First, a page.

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Beautiful Moments at Geisinger/CMC in Scranton

Saturday, November 1st, 2014

Beautiful Moments at Geisinger/CMC in Scranton

Written by Tony Mussari, Sr.
Edited by Kitch Loftus-Mussari
Photographs by Kitch Loftus-Mussari
Copyright Mussari-Loftus Associates, LTD 2014
All Rights Reserved

Moons and years pass by and are gone forever, but a beautiful moment shimmers through life a ray of light. Franz Grillparzer

Let’s be honest. Not many people enjoy going to a hospital no matter what the cause or the occasion. During theIMG_6379 past few months, Kitch and I have spent a good deal of time in the hospital. Our hospital of choice is Geisinger/CMC in Scranton.

Twice in the past three weeks, we drove to the hospital for a series of tests in the Radiology department. On both occasions, we experienced a kind of compassionate care that is encouraging and healing.

On October 22, we met a competent and kind ultrasound technician, Jay Kurilia. Jay is a welcoming person. Yes, the ultra sound test is non-invasive. It poses no threat to the patient. There is no exposure to radiation and no dyes are injected. Nevertheless, this does not eliminate the anxiety a patient experiences when he or she wonders what, if anything, will be discovered.

Working with Jay Kurilia was a pleasant experience. He treats his patients with great respect, and he explains what he is doing at every step in the process.


On October 31, while most people were preparing for Halloween, Kitch and I returned to Geisinger/CMC for another visit to the Radiology department. This time the test was a bit more involved.

The hepatobiliary (HIDA) scan is an imaging procedure used to diagnose problems in the liver, gallbladder and bile ducts. A radioactive chemical is injected into a vein, and a nuclear medicine scanner tracks the flow of the dye from the liver into the gallbladder and the intestine.

The test was administered by Steve Eboli. Steve has been working at the hospital for 41 years, and he is perfect for the position he holds. His brother Joseph and a nurse named Jill comprise a three person team in the special suite where the test is performed.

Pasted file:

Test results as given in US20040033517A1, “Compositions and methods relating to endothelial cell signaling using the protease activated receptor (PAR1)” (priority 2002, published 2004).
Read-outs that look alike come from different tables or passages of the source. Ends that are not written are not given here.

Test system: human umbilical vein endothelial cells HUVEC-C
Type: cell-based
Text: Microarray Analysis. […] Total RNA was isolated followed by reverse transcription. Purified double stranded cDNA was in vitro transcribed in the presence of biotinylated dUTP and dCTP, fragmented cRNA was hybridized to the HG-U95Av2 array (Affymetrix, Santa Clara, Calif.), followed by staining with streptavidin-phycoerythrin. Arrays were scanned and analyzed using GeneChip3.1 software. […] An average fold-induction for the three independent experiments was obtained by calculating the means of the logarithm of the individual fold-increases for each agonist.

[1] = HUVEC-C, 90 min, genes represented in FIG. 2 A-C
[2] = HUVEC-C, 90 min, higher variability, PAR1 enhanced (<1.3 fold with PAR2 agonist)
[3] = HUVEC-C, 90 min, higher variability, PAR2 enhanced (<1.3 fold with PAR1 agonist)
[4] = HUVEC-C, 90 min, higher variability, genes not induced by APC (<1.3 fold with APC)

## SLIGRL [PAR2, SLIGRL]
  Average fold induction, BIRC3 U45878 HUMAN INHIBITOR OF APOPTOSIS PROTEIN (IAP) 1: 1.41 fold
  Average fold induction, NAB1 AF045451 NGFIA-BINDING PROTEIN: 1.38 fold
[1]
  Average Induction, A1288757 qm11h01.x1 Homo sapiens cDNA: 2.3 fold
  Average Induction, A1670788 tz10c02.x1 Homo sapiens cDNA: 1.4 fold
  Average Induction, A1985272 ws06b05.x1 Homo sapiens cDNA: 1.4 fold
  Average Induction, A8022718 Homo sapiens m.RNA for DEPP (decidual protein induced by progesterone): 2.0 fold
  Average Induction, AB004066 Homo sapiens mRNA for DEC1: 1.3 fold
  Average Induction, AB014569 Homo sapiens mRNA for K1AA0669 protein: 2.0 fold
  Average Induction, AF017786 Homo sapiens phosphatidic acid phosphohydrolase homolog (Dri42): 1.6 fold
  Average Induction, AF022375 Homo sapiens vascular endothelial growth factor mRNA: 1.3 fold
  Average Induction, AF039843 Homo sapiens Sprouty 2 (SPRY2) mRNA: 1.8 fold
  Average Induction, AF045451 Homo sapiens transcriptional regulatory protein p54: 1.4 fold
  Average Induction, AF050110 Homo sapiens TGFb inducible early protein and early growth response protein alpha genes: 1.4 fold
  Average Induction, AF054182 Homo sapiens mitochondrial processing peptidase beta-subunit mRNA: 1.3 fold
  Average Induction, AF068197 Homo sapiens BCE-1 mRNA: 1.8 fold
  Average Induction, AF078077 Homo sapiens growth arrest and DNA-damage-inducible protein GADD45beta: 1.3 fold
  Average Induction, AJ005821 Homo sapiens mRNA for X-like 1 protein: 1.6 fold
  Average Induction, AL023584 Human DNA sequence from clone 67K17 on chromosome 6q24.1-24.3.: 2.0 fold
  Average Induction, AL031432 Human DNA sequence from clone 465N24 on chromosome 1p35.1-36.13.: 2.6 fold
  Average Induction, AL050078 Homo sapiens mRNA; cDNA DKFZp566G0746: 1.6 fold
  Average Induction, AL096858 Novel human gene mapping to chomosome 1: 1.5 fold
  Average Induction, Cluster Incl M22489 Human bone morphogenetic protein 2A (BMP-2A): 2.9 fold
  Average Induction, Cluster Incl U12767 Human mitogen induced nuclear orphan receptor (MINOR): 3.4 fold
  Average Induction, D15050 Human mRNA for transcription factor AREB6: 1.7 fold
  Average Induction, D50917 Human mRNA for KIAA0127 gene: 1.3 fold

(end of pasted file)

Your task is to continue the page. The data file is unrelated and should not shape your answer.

Steve met us in the waiting room at 10:10 a.m. He introduced himself with a welcoming smile. He assured us that everything would go smoothly. Because of his professionalism, compassion and tact, it did.

Steve is a natural conversationalist. He has the gift ofIMG_6573 kindness. He goes out of his way to make the patient feel comfortable. He attends to little details. For example, when he told me the test is divided into three parts, and it would take about three hours, I asked him to share that information with Kitch. Without hesitation or complaint, he honored my request.

Steve’s colleague, a nurse named Jill, administered the injection in a way that caused no discomfort or pain.

During our conversations, we got to know each other, and we found a common connection. Steve graduated from high school in 1969 the same year as Kitch’s brother.

When I asked Steve if Kitch could enter the room to take a few pictures for this article, he welcomed the idea.

Final Steps

At about 12:15 p.m., I entered the lab for the final scan. To guarantee the success of this part of the test, 30 minutesIMG_6585 before the scan, I enjoyed three Reese’s Peanut Butter Cups. That enabled Steve to trace the movement of the fatty material in my digestive system.

The test took but a few minutes. When it was finished, Steve walked with me to the room where Kitch was patiently waiting. Both of us thanked Steve for his help and his kindness.

As we were leaving the Radiology department, I saw a mother IMG_6597and two children walking toward us. It was a photo opportunity, I could not ignore.

I asked for permission to take a photograph of Jenn and her children, Jadya and Madie. While I was focusing the shot, I thought about all the people we met on this special day. I am sure there are similar photos of them with their parents.

The words of George Elliston provide a perfect description of our special day at Geisinger/CMC in Scranton:

How Beautiful a day can be when Kindness touches it.

Thank you, Jay Kurilia for your welcoming way.

Thank you, Steve Eboli for your help and kindness.

Thank you, Joseph Eboli for your cooperation.

Thank you, nurse Jill for the perfect injection.

Thank you, Jenn for your cooperation.

Thank you, Geisinger/CMC for medical care with competence and compassion

Everyone we met on this day is a classic example of the Face of America at its very best, and we were fortunate to meet them.

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